Apparently, the military appointed government of Thailand led by general Prayut doesn’t need to worry too much about “restoring happiness” in the country : it’s already there.
The “restore happiness” team is welcoming a new addition : Bloomberg News. Thanks to Bloomberg economists, we are now aware that Thailand is the “happiest”, or less miserable economy in the world.
Inflation and unemployment, two factors that make consumers unhappy, are remarkably low in the 15 countries shown below, according to economists surveyed by Bloomberg News. While the Swiss National Bank attracted some tumultuous headlines earlier this year, the haven of ski slopes and chocolates still outshines its peers in the survey as a consumer-friendly place to live.
Yes Thailand is above Switzerland, and that is due to a large extent to its very low (0.56%, the lowest in the world, mind you) unemployment rate.
Why is Thailand’s Unemployment Rate so Ridiculously Low ?
0.56 percent. That’s Thailand’s official unemployment rate as of end-2014. It’s among the lowest in the world, and compares with 9.4 percent in India and 6 percent in the Philippines in the region.
This is not a recent phenomenon: Thailand’s jobless rate has held below 1 percent for the most part since 2011. The record high was 5.73 percent in Jan. 2001, when the National Statistical Office first began releasing the data every month. How did it get so low?
“Our unemployment rate has been low not because of a different definition from other countries, but because of structural problems,” said Bank of Thailand spokesman Chirathep Senivongs Na Ayudhya. “The agricultural sector absorbs laborers and those who can’t find work can always look for jobs in the informal sector or do something on their own.”
So your can read further an other story of Bloomber giving much more realistic insights about this Thailand’s Unemployment Rate is a Ridiculously Low 0.6%. Here’s Why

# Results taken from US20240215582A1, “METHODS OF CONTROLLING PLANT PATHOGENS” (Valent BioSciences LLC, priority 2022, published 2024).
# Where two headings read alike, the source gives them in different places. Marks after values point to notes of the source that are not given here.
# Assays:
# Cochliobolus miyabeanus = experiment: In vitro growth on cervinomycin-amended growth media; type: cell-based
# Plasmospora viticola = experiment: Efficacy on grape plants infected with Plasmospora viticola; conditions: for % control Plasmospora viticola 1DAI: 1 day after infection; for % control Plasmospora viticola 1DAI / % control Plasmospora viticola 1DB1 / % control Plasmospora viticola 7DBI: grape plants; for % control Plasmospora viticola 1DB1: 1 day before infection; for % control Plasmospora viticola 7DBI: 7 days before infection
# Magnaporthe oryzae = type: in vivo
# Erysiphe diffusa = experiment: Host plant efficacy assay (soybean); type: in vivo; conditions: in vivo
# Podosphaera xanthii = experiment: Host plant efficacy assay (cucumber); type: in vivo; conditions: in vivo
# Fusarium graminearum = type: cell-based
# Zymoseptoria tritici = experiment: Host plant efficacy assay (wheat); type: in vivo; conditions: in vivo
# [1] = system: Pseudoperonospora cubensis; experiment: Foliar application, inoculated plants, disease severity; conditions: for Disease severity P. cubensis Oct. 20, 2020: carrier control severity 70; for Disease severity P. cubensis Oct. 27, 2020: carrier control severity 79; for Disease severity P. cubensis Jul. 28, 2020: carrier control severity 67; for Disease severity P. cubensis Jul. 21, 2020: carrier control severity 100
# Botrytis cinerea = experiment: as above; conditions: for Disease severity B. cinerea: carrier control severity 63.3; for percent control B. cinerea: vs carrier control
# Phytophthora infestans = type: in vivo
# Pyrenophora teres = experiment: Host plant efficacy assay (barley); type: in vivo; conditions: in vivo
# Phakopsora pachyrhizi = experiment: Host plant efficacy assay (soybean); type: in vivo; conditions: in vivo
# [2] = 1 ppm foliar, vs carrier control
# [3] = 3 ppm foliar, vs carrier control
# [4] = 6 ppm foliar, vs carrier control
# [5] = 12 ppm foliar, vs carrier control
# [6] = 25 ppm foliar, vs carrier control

More than 40 percent of Thailand’s population is engaged in agriculture, where there is a high degree of underemployment and off-season unemployment. The underemployed are counted among the employed and make up about 0.5 percent of that total.
If, for instance, you lose your job as a bank teller and return home and lend a hand at your dad’s farm for at least one hour a week, you are considered as employed.
And now “Les Misérables”
The three countries that will probably see the most economic misery in 2015 — South Africa, Argentina and Venezuela — haven’t budged much from their 2014 rankings, when they occupied three of the top four spots, the data showed.
At 78.5 percent, the estimated CPI inflation rate in back-to-back, most-miserable Venezuela more than quadruples Ukraine’s inflation rate. The dire shortage of basic goods in Venezuela last week prompted neighboring Trinidad & Tobago to offer a tissue paper-for-oil swap.
Five years after investors popularized the term “PIIGS” to describe a handful of European countries with bloated budget deficits, four of those five countries remain in dire straits, according to their projected misery indexes.
Greece is 5th, Spain is 6th, Portugal is 10th and Italy is 11th in this year’s ranking, though each show about average projected income levels relative to survey peers. (Ireland happily sits further down the chain at No. 16 in the misery ranking and with a much-better-than-average GDP per capita of $48,787. The 51 economies in our misery index average GDP per capita of $31,079.)
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